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Millions Of Households In England Will Still Be Fuel Poor By 2030

Around 3 million households in England could still be in fuel poverty by 2030 because of lack of government support for meeting home energy efficiency targets, according to a new report from the charity National Energy Action (NEA).

The government has set a target for all fuel poor households in England to have a minimum Energy Performance Certificate (EPC) rating of C by 2030. A household is considered fuel poor if it spends 10% of its income on heating.

NEA found that there is a gap in funding to reach the 2030 EPC C target for England, and suggested that an additional £18 billion needs to be spent. The charity expects that £10.8 billion would need to be public funding, with the remaining £7 to £8 billion needing to come from private landlords.

The devolved nations (Scotland, Wales, and Northern Ireland) don’t have EPC targets for fuel poor housing, but NEA estimates that if they did, Scotland would need £1.6 billion in public funding, Wales would need £1 billion, and Northern Ireland would need £0.4 billion.

If all fuel poor households in England improved their EPC rating to C between now and 2030, NEA has projected that this would save each household £480 a year on energy bills. Reaching the target would also save the UK 8,200 tonnes of carbon dioxide emissions.

elderly couple huddled by radiator looking at energy bill

What should the UK government do to improve energy efficiency in English households?

NEA has recommended that the government make funding schemes and programmes more accessible. The charity notes that there is currently a system of “postcode lotteries” for who can receive grants for energy efficient home improvements.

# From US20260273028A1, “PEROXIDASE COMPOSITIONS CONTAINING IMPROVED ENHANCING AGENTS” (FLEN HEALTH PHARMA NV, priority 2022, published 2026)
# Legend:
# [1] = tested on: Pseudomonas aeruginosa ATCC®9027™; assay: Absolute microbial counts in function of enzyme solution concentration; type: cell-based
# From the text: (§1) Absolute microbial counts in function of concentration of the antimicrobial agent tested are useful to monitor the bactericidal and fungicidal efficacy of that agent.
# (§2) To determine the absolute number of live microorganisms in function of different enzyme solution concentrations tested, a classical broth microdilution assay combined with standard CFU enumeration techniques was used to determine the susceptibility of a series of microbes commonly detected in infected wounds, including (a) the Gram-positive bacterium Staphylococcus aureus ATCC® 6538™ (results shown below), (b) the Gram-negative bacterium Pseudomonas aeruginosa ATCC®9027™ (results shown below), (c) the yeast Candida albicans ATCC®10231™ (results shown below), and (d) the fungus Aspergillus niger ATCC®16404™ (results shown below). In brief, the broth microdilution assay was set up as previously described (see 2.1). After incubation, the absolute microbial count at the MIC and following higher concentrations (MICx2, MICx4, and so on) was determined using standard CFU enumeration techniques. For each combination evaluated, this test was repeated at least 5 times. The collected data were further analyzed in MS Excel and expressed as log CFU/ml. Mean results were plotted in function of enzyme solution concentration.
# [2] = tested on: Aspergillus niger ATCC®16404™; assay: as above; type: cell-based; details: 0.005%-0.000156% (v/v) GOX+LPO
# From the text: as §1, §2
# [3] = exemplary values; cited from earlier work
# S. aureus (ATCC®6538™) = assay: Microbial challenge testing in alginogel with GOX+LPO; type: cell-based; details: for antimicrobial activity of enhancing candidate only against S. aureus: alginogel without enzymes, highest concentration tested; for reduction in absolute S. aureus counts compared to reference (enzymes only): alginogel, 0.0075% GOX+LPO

One example of this is the Home Upgrade Grant, which provides funding for insulation, among other energy saving measures, but is only available in 45 out of 317 local authorities in England, leaving out many fuel poor households.

The government also needs to up public funding for energy saving schemes from £0.5 billion a year to £2 billion a year, by NEA’s estimates, if it wants to keep low-income households from having to pay anything to upgrade their homes.

Lastly, NEA is urging the government to extend minimum energy efficiency standards in privately rented housing to EPC band C. According to NEA, two-fifths of all fuel poor households in England are private renters, and they account for 37% of the most expensive houses to heat.

Private landlords aren’t legally allowed to rent properties that have an EPC rating lower than E, but NEA argues the bar needs to be set higher. The charity is also urging the government to set up tax allowances to incentivise private landlords to improve the energy efficiency of their properties.

How can you improve your home’s EPC rating?

There are many ways to improve your home’s EPC rating. They include:

Interested in more on these topics? Check out Worcester-Bosch’s potential new heat pump scheme.

Written by:
Tatiana has written about multiple environmental topics, including heat pumps, energy-efficient household products, and solar panels. She is dedicated to demystifying green tech to make eco-friendly living more accessible.
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